Just Another Graduate Working Two Jobs?
MELISA BLOCK, host:
'Tis the season for new graduates to get ready for new jobs. Among those recent graduates, commentator Meredith Gudger Raines, who's just finished at Drew Theological Seminary.
MEREDITH GUDGER RAINES reporting:
I was in school long enough to learn that there are some things you just can't learn in school. After three years of seminary, I'm on my way to my first church and I'm realizing that there is a gaping hole in my education. I've taken classes in death and dying, church and politics, filling out membership records.
But there's one thing no one taught me. For my first day as a pastor, I have no idea what to wear. The other day, I had a significant fraction of my wardrobe sprawled out on our bed when my husband came in. He's going to be a pastor two and we've already bought him $250 worth of slacks and sport coats. It took us 45 minutes and he's got a wardrobe from now til Advent.
But my collection of Eddie Bauer summer dresses and Ann Taylor loft separates looks shabby, immature, mismatched and definitely unpastoral. It took me half an hour to create a single outfit that was neither too revealing or conservative. Too stuffy or immature. Too dressy or casual.
Honey, my husband said, I'm sorry. I had no idea it was this difficult to get dressed.
I found a blog the other day where a woman pastor started a discussion with her female colleagues. What do you where to church? Is going sleeveless sinful or saintly? Sandals, yes or no? And the kicker, has your congregation ever commented on your wardrobe? But no one wrote, why are we wasting our time thinking about what to wear? Clothes aren't important. Let's talk about something that matters.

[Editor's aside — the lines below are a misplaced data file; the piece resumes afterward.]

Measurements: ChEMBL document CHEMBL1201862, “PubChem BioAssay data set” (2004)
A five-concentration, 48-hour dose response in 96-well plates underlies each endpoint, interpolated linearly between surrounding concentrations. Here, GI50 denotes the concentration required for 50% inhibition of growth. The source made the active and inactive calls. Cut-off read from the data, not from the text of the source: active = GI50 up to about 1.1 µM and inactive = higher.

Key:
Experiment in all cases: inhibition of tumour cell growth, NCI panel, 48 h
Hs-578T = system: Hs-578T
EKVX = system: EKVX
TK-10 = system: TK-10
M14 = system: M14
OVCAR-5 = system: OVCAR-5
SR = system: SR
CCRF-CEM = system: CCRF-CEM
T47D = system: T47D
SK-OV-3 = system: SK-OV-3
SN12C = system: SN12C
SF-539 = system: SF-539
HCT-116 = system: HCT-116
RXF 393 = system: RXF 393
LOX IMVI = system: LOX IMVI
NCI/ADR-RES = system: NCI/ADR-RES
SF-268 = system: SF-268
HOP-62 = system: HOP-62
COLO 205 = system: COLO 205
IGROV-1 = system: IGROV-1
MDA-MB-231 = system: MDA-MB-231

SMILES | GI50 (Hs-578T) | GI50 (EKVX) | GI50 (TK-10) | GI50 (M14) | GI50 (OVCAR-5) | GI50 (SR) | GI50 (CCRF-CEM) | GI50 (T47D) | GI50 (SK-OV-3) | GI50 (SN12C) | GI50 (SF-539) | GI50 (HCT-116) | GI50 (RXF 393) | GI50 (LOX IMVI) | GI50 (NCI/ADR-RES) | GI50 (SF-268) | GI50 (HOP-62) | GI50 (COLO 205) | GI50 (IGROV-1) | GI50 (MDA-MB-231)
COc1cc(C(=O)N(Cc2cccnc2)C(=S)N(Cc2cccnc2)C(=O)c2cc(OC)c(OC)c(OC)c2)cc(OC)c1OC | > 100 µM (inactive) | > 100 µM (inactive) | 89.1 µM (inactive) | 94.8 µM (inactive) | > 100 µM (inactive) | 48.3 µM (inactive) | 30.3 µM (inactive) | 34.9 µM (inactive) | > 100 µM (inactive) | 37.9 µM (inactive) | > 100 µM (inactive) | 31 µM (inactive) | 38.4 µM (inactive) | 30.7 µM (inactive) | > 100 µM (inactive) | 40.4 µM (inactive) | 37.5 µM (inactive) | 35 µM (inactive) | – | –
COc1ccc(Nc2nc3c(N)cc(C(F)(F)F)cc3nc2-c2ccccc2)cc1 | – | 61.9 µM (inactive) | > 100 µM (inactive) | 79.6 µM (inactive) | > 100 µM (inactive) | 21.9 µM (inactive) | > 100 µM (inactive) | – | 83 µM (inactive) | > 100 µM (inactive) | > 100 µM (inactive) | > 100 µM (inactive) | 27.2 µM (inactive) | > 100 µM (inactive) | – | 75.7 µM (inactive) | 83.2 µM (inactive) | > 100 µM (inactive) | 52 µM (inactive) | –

These pastors know that what they put on in the morning affects how people see them and the church. What we wear underneath our robes and collars and stoles matters. Our clothes cover us up, but they also make us vulnerable. We put them against our skin. They touch our body. And the perception of women of the cloth is that they aren't supposed to have bodies, curvy hips and round breasts and smooth shoulders and shiny hair. These are things of the temptress. Not the person proclaiming the word of God.
Except that we proclaim the word of God made flesh. And what better than my bare shoulders to remind people of that? Maybe becoming conscious of a woman's body in worship would make people aware of their own bodies, their own desires or illnesses or failures or limitations or limitless possibilities. Or maybe they'd become aware of the body that we assign to God, the body of the Father.
If I show a little skin in worship, maybe it would teach that God, like her children, has many bodies.
But if someone pulls me aside one Sunday to ask about my clothing choice, I know I'll feel a little undressed. Whatever I choose to wear on my first Sunday or the next Sunday or the Sunday after that, I guess I'll always feel just a little bit naked.
BLOCK: Meredith Gudger Raines is about to take the pulpit at two churches near Morgantown, West Virgina, Community United Methodist Church and Fairview United Methodist Church.
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